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of the mouth ;— Therefore, precisely, can you carry your good-will to the maid

Shal. Cousin Abraham Slender, can you love her ?

Slen. I hope, fir,--I will do, as it shall become one that would do reason.

Eva. Nay, Got's lords and his ladies, you must speak poffitable, if you can carry her your desires towards her.

Shal. That you must : Will you, upon good dowry, marry her?

Slen. I will do a greater thing than that, upon your request, cousin, in any reason.

Shal. Nay, conceive me, conceive me, sweet coz; what I do, is to pleasure you, coz : Can you love the maid?

Slen. I will inarry her, fir, at your request; but if there be no great love in the beginning, yet heaven may decrease it upon better acquaintance, when we are marry'd, and have more occasion to know one another : " I hope, upon familiarity will grow more

contempt : - the lips is parcel of the mouth;] Thus the old copies. The modern editors read

parcel of the mind.To be parcel of any thing is an expression that often occurs in the old plays. So in Decker's Satiromastix:

• And make damnation parcel of your oath." Again, in Tamburlaine, 1590:

" To make it parcel of my empery." Again, in Rowley's When you see me you know me, 1613 :

“ For as I tak’t 'tis parcel of your oath.” This passage, however, might have been designed as a ridiculo on another, in John Lylly's Midas, 1592:

" Pet. What lips hath she?

", Li. Tush! Lips are no, part of the bead, only made for a double-leaf door for the mouth." STEEVENS.

bope, upon familiarity will grow more content:-) Cer. tainly, the editors in their fagacity have murdered a jest here. It is deligned, no doubt, that Slender should say decreasi, instead of increase; and disolved, dissolutely, instead of resolved and resolutely: bat to make him say, on the present occafion, that upon familiasity will grow more content, instead of contempt, is difarming the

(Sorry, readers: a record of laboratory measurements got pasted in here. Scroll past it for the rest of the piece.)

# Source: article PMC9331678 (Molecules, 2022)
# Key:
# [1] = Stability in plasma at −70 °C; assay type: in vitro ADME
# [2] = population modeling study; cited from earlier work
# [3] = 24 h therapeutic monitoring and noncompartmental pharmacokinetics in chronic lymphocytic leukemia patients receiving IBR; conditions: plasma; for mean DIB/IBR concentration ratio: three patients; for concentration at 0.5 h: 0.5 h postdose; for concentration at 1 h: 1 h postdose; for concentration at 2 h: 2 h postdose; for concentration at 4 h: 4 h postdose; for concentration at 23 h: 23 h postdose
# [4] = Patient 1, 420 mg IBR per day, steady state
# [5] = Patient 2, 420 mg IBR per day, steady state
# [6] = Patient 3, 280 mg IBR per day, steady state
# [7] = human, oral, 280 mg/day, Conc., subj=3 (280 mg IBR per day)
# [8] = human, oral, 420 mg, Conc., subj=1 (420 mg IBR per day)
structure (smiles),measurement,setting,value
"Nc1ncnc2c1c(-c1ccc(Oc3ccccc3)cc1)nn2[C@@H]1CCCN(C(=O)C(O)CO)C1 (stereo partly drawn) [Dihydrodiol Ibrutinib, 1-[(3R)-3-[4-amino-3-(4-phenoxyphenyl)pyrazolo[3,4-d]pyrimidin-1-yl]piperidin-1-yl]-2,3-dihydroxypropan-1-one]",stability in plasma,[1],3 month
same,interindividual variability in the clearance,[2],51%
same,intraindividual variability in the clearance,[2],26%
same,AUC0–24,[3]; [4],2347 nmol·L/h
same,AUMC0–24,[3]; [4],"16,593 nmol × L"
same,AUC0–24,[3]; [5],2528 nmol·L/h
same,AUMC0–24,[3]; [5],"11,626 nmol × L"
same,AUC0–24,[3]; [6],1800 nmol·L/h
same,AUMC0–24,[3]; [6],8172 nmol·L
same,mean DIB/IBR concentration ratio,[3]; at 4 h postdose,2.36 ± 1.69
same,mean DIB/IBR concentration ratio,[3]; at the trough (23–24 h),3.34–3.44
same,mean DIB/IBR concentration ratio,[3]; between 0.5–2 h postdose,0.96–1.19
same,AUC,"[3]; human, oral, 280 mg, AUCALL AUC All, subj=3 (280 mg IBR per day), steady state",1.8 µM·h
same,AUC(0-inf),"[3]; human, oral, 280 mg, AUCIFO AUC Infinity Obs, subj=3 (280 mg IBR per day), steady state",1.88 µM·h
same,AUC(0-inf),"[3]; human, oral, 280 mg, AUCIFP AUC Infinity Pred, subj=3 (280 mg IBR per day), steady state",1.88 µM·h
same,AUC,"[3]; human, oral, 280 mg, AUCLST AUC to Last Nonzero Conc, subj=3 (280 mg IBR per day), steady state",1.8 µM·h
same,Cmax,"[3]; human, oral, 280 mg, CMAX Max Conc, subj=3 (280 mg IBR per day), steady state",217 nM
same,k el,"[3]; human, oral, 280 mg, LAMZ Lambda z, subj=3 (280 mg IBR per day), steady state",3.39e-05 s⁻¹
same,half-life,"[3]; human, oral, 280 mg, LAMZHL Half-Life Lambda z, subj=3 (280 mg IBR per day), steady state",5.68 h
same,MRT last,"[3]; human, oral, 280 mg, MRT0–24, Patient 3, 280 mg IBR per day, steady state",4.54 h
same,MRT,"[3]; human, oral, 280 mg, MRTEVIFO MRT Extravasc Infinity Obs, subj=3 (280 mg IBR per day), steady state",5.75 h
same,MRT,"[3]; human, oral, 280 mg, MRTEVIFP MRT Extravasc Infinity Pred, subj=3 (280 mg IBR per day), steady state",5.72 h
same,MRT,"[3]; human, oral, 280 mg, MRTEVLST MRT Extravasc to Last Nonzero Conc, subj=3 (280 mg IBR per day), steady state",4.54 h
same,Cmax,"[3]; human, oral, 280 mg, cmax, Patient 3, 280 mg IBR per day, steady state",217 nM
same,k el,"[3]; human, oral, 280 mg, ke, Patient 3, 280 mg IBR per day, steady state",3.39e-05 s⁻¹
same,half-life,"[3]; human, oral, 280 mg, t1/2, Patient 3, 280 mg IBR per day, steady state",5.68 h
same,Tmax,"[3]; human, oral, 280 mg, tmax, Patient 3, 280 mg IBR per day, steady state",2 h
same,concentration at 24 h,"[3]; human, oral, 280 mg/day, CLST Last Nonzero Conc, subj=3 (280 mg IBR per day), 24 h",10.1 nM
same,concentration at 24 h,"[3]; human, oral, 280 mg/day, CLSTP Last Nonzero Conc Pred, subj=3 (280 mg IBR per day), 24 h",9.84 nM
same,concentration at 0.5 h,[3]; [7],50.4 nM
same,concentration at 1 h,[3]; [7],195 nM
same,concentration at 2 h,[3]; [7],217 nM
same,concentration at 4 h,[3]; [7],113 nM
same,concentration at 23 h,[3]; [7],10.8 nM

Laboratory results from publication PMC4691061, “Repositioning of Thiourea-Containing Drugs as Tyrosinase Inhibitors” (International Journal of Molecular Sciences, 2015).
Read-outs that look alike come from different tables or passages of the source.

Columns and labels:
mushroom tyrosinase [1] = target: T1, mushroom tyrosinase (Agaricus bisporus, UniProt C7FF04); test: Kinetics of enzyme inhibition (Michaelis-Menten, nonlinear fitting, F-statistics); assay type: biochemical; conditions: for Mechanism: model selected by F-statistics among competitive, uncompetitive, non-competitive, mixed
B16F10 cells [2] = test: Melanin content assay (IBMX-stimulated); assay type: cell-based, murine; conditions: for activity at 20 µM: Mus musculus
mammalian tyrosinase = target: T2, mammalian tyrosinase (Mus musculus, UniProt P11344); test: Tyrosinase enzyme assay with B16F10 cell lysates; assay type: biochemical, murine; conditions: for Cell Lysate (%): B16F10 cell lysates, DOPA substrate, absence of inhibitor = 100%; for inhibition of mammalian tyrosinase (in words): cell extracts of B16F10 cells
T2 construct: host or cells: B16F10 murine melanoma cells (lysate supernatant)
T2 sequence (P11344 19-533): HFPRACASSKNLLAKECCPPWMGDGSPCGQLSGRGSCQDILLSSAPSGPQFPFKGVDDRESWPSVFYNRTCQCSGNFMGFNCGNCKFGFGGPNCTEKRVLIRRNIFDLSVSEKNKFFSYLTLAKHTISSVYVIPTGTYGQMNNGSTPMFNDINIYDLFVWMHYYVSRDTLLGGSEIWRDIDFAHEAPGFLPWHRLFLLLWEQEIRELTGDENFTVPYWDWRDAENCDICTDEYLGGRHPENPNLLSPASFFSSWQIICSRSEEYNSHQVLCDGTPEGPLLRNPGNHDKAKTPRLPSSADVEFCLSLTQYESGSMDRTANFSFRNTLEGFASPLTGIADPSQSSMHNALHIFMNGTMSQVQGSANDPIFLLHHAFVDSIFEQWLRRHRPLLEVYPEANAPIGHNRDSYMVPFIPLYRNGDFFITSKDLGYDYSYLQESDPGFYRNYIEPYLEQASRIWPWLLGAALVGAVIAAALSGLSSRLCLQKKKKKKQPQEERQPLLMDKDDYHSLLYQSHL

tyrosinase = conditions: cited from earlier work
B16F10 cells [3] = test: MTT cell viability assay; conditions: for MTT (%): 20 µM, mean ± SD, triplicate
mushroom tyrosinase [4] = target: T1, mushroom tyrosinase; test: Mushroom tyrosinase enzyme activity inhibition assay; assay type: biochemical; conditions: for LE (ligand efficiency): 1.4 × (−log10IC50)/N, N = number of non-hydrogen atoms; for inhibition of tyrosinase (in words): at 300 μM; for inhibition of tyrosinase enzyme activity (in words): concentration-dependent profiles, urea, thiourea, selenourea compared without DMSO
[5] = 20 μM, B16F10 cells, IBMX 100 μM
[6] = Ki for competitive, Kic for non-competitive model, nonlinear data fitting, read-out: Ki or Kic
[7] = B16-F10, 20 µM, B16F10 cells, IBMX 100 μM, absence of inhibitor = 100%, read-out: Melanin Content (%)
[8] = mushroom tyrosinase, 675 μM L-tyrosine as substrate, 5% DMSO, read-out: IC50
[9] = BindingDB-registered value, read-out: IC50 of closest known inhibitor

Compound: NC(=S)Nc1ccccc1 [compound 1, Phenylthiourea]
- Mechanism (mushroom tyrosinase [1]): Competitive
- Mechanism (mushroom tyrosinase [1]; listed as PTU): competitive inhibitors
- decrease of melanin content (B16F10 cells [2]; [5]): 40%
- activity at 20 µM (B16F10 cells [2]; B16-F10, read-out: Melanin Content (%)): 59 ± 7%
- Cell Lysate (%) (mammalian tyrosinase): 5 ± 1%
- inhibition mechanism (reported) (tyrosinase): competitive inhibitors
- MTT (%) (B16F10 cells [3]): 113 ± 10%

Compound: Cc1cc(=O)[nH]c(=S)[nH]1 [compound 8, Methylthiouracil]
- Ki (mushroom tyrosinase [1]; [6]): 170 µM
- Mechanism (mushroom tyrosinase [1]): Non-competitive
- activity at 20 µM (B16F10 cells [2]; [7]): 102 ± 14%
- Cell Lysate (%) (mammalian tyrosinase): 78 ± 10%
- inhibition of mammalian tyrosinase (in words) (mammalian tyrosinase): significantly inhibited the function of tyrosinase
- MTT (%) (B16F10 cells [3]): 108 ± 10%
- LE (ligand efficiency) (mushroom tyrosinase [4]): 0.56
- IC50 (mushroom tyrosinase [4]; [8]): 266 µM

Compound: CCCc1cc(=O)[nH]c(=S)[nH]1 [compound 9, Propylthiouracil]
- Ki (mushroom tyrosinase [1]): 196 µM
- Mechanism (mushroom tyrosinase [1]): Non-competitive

contempt : but if you say, marry her, I will marry her, that I am freely diffolved, and diffolutely.

Eva. It is a fery discretion answer ; save, the faul is in the 'ort diffolutely : the 'ort is, according to our meaning, resolutely ;-his meaning is good.

Shal. Ay, I think my coufin meant well.
Slen, Ay, or else I would I might be hang'd, la.

Re-enter Anne Page. Shal. Here comes fair mistress Anne :--Would I were young, for your sake, mistress Anne !

Anne. The dinner is on the table; my father des fires your worship's company:

Shal. I will wait on hiin, fair mistress Anne.
Eva. Od's plessed will! I will not be absence at

[Ex. Shal, and Evans, Anne. Will't please your worship to come in, sir? Slen. No, I thank you, forsooth, heartily ; I am

the grace.

very well.

Anne. The dinner attends you, fir.

Slen. I am not a-hungry, I thank you, forsooth: -Go, firrah, for all you are my man, go,'wait upon my cousin Shallow : (Exit Simple.] A justice of peace sometime may be beholden to his friend for a man : -I keep but three men and a boy yet, till my mother be dead : But what though ? yet I live like a poor gentleman born.

Anne. I may not go in without your worship: they will not fit, till you come.

Slen. I'faith, I'll eat nothing : I thank you aş much as though I did.

Anne. I pray you, fir, walk in.

sentiment of all its falt and humour, and disappointing the audience of a reasonable cause for laughter. THEOBALD.

Theobald's conjecture may be supported by the fame intentional blunder in Love's Labour Loft. “ Sir, the contempts thereof are as touching me.”



Slen. I had rather walk here, I thank you: I bruis'd my thin the other day with playing at sword and dagger with a master of fence, 'three veneys for a dish of stew'd prunes; and, by my troth, I cannot abide the smell of hot meat since. Why do your dogs bark fo? bé there bears i' the town?

Anne. I think, there are, fir; I heard them talk'd of.

Slen. I love the sport well; but I shall as soon quarrel at it, as any man in England :-- You are afraid, if you see the bear loose, are you not?

Anne, Ay, indeed, fir.

Slen. That's meat and drink to me now: I have seen - Sackerson loose, twenty times; and have taken him by the chain : but, I warrant you, the women have so cry'd and shriek'd at it, 's that it pass'd :- but women, indeed, cannot abide 'em; they are very ill-favour'd rough things.

Re-enter Page. Page. Come, gentle master Șlender, come; we stay for you.